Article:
“There is a risk that over time this dynamic triggers a series of tit-for-tat reactions,” said Mr Casey [of the Centre for European Policy Studies]. “That is precisely how the great depression started: one country after the other erected barriers and finally free trade just ground to a halt.”

I don’t expect a new great depression anytime soon, but let’s hope everyone will soon calm down and come to their senses.

FDI (not in Japan), Part II

In past posts I’ve been critical of the Japanese government and various forces inside Japan for their sometimes anti-foreign capital mentality. Given a recent spate of similar behavior spanning three regions of the globe, I thought it would be a good opportunity to turn the focus away from Japan momentarily just to show that there is nothing uniquely Japanese about the fear of foreign capital.

As most everyone reading this is aware, Congress is currently outraged over the decision by the Committee on Foreign Investment in the United States (CFIUS) to approve the sale of terminals at six ports to Dubai Ports World. The ostensible reason is, of course, national security. Speculation as to alternative motives (political and otherwise) is rampant, and coming on the heels of CNOOC’s failed bid for the California energy firm Unocal, it is only natural that parallels will be drawn.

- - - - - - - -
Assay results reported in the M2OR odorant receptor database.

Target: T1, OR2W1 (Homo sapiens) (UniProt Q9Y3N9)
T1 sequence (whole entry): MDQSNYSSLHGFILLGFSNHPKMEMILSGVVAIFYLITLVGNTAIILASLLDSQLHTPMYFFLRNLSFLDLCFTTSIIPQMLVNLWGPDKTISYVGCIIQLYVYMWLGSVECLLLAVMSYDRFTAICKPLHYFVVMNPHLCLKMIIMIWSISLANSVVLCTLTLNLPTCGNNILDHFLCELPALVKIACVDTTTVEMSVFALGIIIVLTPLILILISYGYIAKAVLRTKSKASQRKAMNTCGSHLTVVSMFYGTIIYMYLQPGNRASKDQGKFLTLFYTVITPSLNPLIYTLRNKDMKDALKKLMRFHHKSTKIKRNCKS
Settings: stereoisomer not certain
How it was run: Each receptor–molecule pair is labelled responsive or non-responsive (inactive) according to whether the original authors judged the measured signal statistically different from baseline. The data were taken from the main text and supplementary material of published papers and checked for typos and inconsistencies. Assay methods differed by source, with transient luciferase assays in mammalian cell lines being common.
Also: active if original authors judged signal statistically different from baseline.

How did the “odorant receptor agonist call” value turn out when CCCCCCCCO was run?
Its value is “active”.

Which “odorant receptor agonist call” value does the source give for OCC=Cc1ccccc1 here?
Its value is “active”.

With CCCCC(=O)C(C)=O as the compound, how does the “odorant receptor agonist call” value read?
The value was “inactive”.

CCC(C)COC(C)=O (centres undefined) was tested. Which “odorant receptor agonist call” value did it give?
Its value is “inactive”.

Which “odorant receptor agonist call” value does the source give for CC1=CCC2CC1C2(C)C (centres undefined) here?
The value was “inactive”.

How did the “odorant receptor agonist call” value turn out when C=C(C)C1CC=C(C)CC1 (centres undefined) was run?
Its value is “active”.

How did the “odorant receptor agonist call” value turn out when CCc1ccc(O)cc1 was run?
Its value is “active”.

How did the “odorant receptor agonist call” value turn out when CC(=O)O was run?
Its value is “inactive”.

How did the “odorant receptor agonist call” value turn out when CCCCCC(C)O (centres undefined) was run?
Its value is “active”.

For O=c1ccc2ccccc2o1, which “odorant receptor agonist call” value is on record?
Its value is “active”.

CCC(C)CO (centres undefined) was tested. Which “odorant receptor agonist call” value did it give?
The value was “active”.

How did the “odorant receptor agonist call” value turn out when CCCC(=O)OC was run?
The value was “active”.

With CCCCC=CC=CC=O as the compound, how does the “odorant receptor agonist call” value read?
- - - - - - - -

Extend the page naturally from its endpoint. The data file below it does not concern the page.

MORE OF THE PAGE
Receiving slightly less attention is the French government’s decision to allow Gaz de France, in which the government holds an 80 percent stake, to merge with a privately held energy and water company, Suez. The deal itself would likely not have raised any eyebrows (or tempers) had the announcement not come just days after Italian energy company, Enel, had made a bid for Suez. The government was not at all coy about its intention and much like Congress was quick to play the national security card. According to the NYT:

Speaking at his central Paris office in the presence of his finance minister and the chief executives of the two companies, Prime Minister Dominique de Villepin said the merger was important to protect France’s energy supplies.